Grain Handling

Ground Pile Design and Management

Ground Pile Design and Management Quality deterioration in outdoor grain piles can occur rapidly. That's why it's important to manage and frequently check grain piles. Many variables exist in the success of outdoor grain piles. Optimizing these variables, including site preparation, storage design, use of aeration and storage management, will result in a higher rate of success. There is more risk of storage losses with ground piles than with storage bins, so ground piles should be considered short-term storage and must be monitored frequently.

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Respiratory Health Hazards: Moldy Corn

Anyone harvesting, drying or handling moldy corn should use respiratory protection, according to Ken Hellevang, agricultural engineer with the North Dakota State University Extension Service. A nuisance-dust mask with a single strap will not provide the needed protection, and allergic reactions to these microscopic mold spores are the most common health problem associated with mold exposure.

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Minimizing Heat Damage While Drying Corn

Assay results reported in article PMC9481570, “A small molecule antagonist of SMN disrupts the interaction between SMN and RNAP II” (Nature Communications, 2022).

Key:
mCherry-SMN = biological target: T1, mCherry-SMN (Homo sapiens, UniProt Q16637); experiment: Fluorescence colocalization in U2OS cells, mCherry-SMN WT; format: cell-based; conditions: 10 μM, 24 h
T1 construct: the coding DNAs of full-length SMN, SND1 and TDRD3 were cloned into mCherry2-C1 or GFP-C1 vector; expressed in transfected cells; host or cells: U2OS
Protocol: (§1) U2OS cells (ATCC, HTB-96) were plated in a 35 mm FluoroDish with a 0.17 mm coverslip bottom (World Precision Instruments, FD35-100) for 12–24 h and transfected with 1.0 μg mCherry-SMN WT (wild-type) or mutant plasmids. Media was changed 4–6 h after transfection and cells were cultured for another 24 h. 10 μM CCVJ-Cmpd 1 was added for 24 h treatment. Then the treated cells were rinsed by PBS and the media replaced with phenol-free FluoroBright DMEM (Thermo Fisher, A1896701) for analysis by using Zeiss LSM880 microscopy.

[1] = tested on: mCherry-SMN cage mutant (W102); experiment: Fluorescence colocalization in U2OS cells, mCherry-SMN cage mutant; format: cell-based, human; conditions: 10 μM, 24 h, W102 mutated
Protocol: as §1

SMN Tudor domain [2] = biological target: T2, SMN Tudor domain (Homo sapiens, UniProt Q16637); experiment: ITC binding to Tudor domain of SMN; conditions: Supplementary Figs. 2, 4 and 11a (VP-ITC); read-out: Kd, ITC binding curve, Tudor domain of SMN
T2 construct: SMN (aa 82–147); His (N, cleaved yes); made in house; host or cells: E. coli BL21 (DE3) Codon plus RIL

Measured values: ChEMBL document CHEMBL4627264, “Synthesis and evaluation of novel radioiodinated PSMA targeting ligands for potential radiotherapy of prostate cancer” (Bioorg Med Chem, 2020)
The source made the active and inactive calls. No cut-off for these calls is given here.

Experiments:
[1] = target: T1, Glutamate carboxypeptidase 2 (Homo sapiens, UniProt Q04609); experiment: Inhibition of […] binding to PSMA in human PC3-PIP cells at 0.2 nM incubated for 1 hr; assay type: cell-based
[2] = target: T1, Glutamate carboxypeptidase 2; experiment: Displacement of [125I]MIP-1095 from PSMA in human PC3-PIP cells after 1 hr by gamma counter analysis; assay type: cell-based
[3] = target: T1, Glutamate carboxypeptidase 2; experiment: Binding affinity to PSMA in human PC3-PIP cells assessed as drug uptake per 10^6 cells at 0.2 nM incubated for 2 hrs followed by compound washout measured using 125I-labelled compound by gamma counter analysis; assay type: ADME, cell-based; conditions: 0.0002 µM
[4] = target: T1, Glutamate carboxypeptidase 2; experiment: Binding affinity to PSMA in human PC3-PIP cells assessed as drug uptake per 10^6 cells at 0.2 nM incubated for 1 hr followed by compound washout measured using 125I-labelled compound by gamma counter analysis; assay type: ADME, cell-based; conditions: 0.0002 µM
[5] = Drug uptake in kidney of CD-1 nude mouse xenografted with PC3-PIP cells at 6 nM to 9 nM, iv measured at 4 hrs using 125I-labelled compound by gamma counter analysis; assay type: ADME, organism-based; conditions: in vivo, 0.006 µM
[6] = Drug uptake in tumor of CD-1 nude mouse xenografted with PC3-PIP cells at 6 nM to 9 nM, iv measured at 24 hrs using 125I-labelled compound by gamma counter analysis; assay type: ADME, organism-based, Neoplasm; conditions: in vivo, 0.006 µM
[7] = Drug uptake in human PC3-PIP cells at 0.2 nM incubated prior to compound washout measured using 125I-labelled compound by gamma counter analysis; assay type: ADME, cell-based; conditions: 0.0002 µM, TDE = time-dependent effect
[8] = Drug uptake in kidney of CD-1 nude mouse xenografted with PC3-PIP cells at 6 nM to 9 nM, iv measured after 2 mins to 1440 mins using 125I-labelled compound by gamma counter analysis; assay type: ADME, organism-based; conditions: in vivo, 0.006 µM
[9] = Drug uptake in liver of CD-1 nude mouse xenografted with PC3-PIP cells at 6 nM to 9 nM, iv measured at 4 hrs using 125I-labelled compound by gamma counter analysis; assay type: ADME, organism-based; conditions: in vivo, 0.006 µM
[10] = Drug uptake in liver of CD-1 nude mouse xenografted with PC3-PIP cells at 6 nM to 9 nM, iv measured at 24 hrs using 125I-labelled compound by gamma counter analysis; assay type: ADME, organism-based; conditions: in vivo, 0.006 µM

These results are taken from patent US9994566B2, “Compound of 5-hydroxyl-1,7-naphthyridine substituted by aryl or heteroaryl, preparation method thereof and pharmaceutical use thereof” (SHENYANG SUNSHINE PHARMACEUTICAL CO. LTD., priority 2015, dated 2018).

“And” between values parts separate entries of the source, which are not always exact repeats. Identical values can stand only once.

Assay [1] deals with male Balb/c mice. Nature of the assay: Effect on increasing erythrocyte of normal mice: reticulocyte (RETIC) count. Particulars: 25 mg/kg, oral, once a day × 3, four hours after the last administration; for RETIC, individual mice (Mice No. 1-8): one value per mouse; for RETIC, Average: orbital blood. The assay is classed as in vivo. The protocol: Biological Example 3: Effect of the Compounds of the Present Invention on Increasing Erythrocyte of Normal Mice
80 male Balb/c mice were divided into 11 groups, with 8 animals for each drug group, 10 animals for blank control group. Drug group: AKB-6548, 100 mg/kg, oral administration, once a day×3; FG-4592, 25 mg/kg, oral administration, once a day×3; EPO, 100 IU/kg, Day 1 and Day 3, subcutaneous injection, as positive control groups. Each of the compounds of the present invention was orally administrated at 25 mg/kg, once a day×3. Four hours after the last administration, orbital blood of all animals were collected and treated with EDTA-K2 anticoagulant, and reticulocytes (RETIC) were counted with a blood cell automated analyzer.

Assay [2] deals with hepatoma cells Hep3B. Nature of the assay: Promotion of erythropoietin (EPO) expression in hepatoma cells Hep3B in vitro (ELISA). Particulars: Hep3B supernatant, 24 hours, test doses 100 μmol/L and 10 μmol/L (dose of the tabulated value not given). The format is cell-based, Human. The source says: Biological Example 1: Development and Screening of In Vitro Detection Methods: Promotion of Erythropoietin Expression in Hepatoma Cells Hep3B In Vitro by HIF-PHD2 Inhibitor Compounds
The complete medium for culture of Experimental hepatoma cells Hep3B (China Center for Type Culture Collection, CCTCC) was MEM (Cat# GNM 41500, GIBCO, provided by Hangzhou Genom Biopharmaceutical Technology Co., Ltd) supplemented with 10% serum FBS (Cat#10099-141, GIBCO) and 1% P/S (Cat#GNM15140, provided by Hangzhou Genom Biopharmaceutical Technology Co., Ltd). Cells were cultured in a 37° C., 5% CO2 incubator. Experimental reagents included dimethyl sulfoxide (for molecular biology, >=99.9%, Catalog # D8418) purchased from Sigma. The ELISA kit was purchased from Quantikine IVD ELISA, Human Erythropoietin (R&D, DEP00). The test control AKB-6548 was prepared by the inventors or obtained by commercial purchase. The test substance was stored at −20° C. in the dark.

Heat damage in drying corn can result in corn kernels discoloring and turning brown. The potential for heat damage is related to the kernel temperature, which is related to the drying temperature, length of time the kernel is exposed to the heat and the kernel moisture.

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Mold and its Effects on Drying Corn

Mold problems in standing corn will often get worse until the corn has dried to about 20 percent moisture, or grain temperatures drop below 40 degrees.

These problems can include mold growth, which can be harmful if fed to livestock; shorter storage life; and respiratory health hazards.

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